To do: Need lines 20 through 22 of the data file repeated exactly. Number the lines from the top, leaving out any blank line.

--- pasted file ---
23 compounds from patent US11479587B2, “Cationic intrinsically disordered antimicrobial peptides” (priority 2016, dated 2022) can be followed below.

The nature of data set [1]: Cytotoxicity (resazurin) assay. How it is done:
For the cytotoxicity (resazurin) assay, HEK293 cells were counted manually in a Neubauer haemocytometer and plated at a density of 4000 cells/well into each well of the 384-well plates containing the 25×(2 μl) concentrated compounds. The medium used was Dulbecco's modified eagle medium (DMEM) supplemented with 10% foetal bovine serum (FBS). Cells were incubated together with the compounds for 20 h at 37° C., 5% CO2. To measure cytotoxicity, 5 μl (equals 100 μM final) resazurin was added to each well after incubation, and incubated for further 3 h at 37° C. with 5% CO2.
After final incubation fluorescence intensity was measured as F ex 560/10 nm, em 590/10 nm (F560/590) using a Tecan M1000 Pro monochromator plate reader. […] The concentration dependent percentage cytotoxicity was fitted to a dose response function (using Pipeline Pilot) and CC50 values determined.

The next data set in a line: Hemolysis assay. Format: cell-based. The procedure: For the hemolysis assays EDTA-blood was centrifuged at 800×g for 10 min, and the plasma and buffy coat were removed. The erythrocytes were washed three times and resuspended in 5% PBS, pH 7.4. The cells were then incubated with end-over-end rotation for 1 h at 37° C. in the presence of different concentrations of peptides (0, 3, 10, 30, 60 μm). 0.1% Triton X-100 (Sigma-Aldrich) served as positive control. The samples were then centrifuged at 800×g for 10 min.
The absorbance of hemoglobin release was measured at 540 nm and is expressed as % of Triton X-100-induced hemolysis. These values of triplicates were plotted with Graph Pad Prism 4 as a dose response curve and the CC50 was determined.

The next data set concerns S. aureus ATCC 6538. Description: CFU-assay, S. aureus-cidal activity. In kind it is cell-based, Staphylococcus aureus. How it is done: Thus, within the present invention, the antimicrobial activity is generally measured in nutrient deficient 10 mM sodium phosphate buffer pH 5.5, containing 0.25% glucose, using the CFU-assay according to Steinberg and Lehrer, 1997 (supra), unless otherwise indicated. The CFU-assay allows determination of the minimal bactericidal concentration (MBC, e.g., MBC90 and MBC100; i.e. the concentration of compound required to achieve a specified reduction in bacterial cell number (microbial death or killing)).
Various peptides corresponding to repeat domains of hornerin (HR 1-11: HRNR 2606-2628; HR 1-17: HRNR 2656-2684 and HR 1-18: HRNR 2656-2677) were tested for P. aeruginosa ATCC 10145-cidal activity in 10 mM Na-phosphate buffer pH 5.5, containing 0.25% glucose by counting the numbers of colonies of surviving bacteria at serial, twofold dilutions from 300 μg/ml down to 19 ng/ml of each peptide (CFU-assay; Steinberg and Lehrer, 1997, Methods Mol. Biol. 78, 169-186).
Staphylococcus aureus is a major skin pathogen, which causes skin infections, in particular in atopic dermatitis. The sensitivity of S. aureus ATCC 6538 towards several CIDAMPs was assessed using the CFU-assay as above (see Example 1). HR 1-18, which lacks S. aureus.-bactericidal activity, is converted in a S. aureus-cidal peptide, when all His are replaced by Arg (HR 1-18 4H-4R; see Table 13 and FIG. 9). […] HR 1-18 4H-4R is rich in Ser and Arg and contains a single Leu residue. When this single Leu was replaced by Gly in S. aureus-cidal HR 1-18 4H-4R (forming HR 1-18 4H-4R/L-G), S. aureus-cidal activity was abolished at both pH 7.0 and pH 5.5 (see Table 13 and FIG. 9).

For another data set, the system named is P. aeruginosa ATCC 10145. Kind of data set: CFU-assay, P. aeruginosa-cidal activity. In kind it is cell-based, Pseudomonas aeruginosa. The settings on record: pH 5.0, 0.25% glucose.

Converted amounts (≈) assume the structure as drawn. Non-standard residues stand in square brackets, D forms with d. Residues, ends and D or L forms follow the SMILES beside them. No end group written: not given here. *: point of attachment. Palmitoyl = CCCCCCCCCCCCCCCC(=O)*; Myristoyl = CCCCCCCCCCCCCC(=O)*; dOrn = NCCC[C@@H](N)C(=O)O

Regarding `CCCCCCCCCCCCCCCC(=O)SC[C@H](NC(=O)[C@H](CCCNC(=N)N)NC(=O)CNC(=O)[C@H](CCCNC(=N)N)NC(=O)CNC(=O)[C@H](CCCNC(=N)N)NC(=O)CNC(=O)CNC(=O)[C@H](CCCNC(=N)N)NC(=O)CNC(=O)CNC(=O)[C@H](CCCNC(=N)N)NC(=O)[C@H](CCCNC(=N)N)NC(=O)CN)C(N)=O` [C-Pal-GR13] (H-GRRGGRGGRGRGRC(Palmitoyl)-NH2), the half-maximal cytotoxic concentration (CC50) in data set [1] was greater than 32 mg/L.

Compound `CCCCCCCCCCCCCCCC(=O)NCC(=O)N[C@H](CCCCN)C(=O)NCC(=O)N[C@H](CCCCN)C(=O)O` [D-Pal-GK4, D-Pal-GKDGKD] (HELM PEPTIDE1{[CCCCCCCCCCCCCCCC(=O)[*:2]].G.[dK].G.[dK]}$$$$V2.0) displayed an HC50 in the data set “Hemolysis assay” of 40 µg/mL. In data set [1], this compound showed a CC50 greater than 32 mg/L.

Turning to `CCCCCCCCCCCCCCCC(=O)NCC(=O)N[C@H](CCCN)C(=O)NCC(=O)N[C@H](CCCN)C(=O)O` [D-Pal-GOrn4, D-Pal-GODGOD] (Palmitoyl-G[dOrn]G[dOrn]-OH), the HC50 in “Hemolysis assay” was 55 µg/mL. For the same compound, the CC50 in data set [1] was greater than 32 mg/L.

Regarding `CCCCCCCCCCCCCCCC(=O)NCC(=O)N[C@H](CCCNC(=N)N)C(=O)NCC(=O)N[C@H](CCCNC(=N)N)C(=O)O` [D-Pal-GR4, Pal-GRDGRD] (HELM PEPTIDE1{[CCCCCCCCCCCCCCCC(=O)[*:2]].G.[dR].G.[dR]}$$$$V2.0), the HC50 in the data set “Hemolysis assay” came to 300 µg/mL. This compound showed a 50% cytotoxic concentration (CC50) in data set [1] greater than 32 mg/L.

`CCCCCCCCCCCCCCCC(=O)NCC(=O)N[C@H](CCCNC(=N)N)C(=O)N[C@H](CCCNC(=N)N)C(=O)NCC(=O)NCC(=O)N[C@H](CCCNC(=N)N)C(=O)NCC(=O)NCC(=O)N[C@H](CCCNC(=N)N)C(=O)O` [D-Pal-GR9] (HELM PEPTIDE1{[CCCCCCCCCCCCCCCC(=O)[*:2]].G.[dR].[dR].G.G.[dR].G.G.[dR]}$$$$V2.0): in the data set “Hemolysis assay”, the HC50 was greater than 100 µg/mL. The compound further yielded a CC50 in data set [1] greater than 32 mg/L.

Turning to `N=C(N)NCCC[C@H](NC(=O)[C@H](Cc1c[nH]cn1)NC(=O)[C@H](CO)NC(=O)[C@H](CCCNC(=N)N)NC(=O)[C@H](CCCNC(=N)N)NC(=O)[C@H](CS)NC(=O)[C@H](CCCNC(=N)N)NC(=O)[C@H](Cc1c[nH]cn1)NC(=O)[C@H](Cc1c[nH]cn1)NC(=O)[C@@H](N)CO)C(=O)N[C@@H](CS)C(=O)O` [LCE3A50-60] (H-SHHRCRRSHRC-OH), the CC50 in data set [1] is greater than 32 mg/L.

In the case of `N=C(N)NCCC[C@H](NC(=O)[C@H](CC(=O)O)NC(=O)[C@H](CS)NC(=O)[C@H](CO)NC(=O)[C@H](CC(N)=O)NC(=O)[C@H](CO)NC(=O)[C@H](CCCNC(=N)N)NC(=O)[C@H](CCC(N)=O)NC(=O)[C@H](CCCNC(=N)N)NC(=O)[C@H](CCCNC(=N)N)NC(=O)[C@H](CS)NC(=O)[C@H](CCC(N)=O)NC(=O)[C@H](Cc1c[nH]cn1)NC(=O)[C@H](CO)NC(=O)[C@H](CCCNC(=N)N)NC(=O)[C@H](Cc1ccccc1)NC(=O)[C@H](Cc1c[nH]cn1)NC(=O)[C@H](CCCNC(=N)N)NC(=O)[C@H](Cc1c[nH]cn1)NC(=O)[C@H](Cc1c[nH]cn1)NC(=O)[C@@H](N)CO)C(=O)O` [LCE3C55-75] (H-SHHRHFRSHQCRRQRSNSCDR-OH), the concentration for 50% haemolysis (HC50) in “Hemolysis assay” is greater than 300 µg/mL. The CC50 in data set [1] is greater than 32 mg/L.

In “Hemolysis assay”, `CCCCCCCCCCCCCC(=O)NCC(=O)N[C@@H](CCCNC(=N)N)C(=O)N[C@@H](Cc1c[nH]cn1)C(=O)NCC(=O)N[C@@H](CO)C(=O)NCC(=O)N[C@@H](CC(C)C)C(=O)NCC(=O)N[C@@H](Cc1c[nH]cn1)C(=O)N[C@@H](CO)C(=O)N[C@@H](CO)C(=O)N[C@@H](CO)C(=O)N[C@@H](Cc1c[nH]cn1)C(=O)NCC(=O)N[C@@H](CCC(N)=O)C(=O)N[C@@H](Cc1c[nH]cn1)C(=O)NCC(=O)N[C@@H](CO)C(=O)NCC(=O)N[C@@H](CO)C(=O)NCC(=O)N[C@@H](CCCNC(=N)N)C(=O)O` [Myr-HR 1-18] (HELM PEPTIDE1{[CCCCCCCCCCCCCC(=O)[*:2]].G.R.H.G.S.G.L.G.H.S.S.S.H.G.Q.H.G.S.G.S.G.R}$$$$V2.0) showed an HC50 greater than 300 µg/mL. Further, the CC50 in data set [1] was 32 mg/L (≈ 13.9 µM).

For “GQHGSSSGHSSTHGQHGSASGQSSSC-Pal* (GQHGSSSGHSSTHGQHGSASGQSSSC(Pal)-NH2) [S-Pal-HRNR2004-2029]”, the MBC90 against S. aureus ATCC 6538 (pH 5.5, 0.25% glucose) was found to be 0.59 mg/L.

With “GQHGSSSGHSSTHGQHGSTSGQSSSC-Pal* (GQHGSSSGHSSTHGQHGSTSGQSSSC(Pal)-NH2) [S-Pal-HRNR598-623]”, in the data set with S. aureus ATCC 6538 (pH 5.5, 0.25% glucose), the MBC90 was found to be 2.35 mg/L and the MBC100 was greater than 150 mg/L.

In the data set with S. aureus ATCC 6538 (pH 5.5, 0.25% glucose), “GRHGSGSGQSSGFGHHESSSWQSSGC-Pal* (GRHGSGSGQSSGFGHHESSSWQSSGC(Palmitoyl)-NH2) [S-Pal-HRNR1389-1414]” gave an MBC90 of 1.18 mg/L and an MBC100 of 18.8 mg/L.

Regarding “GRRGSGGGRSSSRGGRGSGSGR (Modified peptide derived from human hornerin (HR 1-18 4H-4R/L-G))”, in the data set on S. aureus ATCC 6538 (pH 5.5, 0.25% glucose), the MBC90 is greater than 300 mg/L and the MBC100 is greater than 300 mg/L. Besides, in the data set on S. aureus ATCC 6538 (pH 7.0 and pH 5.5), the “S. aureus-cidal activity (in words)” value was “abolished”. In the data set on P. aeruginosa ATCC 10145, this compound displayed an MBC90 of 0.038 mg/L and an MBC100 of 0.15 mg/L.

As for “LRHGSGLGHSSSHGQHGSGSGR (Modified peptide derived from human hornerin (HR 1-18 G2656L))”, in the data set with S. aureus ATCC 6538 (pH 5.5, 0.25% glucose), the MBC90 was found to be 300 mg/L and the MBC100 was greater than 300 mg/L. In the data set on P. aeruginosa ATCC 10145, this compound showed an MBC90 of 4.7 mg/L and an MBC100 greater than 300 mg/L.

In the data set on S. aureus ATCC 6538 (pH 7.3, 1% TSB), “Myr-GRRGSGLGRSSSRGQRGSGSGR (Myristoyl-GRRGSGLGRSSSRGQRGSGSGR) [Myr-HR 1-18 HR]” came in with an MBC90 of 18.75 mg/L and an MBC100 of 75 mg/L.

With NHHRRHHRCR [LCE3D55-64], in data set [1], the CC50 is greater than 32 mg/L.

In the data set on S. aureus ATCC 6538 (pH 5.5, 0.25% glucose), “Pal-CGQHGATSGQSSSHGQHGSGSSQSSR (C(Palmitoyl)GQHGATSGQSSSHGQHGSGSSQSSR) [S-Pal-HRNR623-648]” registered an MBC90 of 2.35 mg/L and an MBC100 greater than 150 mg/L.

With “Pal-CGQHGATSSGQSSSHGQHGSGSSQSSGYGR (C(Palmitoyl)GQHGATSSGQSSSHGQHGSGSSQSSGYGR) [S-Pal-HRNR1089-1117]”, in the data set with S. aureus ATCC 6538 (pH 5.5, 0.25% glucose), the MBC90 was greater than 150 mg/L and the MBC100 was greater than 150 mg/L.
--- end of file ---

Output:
For “GQHGSSSGHSSTHGQHGSASGQSSSC-Pal* (GQHGSSSGHSSTHGQHGSASGQSSSC(Pal)-NH2) [S-Pal-HRNR2004-2029]”, the MBC90 against S. aureus ATCC 6538 (pH 5.5, 0.25% glucose) was found to be 0.59 mg/L.

With “GQHGSSSGHSSTHGQHGSTSGQSSSC-Pal* (GQHGSSSGHSSTHGQHGSTSGQSSSC(Pal)-NH2) [S-Pal-HRNR598-623]”, in the data set with S. aureus ATCC 6538 (pH 5.5, 0.25% glucose), the MBC90 was found to be 2.35 mg/L and the MBC100 was greater than 150 mg/L.

In the data set with S. aureus ATCC 6538 (pH 5.5, 0.25% glucose), “GRHGSGSGQSSGFGHHESSSWQSSGC-Pal* (GRHGSGSGQSSGFGHHESSSWQSSGC(Palmitoyl)-NH2) [S-Pal-HRNR1389-1414]” gave an MBC90 of 1.18 mg/L and an MBC100 of 18.8 mg/L.